President Donald Trump ratcheted up the rhetoric on North Korea once again Friday morning, after suggesting Thursday that his threat to bring “fire and fury like the world has never seen” to the rogue nation was not a sufficient deterrent.
“Military solutions are now fully in place, locked and loaded, should North Korea act unwisely,” Trump declared in a tweet early Friday morning. “Hopefully Kim Jong Un will find another path!”
Military solutions are now fully in place,locked and loaded,should North Korea act unwisely. Hopefully Kim Jong Un will find another path!
— Donald J. Trump (@realDonaldTrump) August 11, 2017
Col. Lawrence Wilkerson, former chief of staff to George W. Bush’s Secretary of State Colin Powell, told MSNBC he was more concerned about Trump’s rhetoric than the threat of a nuclear North Korea. The threat is real, however.
The escalation began with unanimous UN sanctions over the weekend, which U.S. Ambassador to the U.N. Nikki Haley convinced both Russia and China to agree to. North Korea’s dictator, Kim Jong Un, responded angrily to the sanctions on Tuesday, promising “thousands-fold” revenge against the U.S. in retaliation.
Early on Tuesday, The Washington Post reported an Intelligence Community assessment that “North Korea has produced nuclear weapons for ballistic missile delivery, to include delivery by ICBM-class missiles.”
Trump responded powerfully to this news, warning that if North Korea made “any more threats to the United States … they will be met with fire and fury like the world has never seen.”
Kim Jong Un did respond with more threats Tuesday evening, however. The North Korean army threatened to strike Guam.
“The KPA [Korean People’s Army] Strategic Force is now carefully examining the operational plan for making an enveloping fire at the areas around Guam with medium-to-long range strategic ballistic rocket Hwasong-12 in order to contain the U.S. major military bases on Guam,” a KPA spokesman declared. If current reports are accurate, that ICBM may carry a nuclear warhead.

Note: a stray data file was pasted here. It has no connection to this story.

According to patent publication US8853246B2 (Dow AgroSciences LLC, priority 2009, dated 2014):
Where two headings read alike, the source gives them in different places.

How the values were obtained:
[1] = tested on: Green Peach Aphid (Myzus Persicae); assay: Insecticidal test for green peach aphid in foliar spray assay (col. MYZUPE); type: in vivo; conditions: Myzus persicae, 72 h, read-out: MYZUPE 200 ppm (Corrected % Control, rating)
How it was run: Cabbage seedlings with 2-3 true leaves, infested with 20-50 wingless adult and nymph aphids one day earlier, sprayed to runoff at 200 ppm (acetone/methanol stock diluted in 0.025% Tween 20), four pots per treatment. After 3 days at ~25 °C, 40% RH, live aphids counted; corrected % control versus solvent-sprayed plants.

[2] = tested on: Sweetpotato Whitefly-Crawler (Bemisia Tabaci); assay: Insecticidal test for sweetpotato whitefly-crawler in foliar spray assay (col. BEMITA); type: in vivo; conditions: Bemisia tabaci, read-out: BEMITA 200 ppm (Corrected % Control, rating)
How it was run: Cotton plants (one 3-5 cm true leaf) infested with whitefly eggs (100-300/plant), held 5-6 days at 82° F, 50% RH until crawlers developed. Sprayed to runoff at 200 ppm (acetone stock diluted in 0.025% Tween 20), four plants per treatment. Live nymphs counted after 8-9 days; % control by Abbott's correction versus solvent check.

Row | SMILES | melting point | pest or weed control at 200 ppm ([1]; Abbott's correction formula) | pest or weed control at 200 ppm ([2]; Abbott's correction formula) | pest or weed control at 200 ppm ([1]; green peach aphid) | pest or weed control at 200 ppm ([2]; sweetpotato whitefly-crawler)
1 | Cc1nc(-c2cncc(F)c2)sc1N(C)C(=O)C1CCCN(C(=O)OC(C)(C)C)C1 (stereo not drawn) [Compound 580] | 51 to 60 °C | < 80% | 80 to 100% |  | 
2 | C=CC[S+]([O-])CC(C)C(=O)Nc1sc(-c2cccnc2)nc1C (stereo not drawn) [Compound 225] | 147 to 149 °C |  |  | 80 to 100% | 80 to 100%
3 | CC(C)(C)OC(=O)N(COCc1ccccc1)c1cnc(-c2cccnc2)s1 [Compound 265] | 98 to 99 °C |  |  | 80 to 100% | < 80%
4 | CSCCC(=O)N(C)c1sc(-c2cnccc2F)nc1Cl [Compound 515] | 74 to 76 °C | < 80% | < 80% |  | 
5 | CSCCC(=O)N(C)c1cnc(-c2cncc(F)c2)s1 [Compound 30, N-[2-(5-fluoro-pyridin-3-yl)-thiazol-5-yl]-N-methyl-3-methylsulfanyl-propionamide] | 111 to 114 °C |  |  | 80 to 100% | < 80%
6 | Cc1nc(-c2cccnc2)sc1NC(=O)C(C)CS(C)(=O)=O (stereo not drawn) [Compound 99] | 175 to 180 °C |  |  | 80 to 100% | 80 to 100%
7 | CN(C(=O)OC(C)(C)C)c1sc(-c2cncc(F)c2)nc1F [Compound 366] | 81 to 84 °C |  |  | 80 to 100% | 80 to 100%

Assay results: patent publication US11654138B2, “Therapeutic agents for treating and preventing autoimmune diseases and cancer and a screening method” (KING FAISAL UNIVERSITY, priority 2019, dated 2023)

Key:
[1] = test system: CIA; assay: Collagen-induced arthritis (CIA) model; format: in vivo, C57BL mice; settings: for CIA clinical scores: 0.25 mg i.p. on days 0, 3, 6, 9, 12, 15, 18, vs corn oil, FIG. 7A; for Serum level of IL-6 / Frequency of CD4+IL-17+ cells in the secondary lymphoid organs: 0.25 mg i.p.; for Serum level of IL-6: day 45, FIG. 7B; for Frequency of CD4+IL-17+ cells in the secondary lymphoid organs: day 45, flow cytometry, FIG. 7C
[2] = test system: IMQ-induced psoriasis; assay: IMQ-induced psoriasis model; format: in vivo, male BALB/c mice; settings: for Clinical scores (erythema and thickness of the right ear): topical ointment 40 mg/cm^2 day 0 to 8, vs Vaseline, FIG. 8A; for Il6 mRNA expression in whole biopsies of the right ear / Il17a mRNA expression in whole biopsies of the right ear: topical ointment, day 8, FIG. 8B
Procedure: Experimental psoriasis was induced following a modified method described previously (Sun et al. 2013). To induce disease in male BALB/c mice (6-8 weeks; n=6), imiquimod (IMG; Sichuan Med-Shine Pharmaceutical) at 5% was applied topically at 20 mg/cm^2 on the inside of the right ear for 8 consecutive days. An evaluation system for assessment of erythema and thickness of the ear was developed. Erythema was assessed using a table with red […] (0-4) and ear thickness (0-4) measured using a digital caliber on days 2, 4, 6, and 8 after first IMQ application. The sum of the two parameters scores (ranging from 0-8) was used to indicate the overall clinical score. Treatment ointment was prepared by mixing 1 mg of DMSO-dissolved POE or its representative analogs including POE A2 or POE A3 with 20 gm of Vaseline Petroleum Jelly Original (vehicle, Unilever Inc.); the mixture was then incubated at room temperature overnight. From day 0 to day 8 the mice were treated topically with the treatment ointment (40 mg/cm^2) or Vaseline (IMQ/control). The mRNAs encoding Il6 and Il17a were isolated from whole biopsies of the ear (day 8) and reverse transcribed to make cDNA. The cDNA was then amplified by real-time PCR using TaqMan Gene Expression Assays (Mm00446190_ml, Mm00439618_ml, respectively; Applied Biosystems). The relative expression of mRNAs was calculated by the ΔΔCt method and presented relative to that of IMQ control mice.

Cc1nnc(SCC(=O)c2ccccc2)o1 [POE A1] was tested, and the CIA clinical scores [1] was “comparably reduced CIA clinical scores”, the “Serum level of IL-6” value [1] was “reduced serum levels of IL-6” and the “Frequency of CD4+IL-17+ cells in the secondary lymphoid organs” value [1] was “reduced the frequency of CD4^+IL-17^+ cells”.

The Tuesday threat warned that such a strike may come at any time. “The plan … will be put into practice in a multi-concurrent and consecutive way any moment once Kim Jong Un … makes a decision,” the statement read (emphasis added).
What is perhaps most threatening about this entire situation is that the Defense Intelligence Agency (DIA) already knew about North Korea’s mini nukes — in 2013! President Obama not only downplayed the report then, but he attempted to discredit it. The media complied.
Naturally, President Bill Clinton struck a nuclear deal with North Korea, essentially enabling the entire process, despite knowing how determined Kim Jong Il was to create a nuclear weapon, even to the point of starving his own people.
Trump’s strategy is different — air out the truth, warn the American people, and alter the media. But Kim Jon Un has not been deterred.
Jeffrey Lewis, an arms control and nuclear arms expert who has been following the North Korean nuclear program for decades, warned in Foreign Policy magazine that North Korea may have already won the nuclear baiting game.
“There is no credible military option,” Lewis wrote. “North Korea has some unknown number of nuclear-armed missiles, maybe 60, including ones that can reach the United States; do you really think U.S. strikes could get all of them? That not a single one would survive to land on Seoul, Tokyo, or New York? Or that U.S. missile defenses would work better than designed, intercepting not most of the missiles aimed at the United States, but every last one of them? Are you willing to bet your life on that?”
It is important to remember that conventional weapons can be just as deadly as nuclear weapons — although they are less traumatic and their damage is arguably less long-lasting.
The nuclear threat from North Korea is real and terrifying. Trump says “military solutions are now fully in place,” and Americans must hope he is correct. Their lives might depend on it.